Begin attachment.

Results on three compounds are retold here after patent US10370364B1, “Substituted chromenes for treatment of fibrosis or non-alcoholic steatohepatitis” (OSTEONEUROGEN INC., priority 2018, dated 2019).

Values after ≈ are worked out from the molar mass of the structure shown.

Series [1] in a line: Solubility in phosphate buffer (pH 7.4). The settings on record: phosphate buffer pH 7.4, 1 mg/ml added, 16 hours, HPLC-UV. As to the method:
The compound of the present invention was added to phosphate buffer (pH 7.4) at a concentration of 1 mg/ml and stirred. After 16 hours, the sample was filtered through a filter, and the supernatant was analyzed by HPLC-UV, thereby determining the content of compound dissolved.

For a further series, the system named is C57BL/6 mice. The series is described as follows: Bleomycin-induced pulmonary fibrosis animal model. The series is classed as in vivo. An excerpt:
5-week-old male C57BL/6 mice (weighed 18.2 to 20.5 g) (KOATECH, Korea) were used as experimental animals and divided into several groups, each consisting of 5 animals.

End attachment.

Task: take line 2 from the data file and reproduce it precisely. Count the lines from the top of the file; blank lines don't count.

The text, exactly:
Values after ≈ are worked out from the molar mass of the structure shown.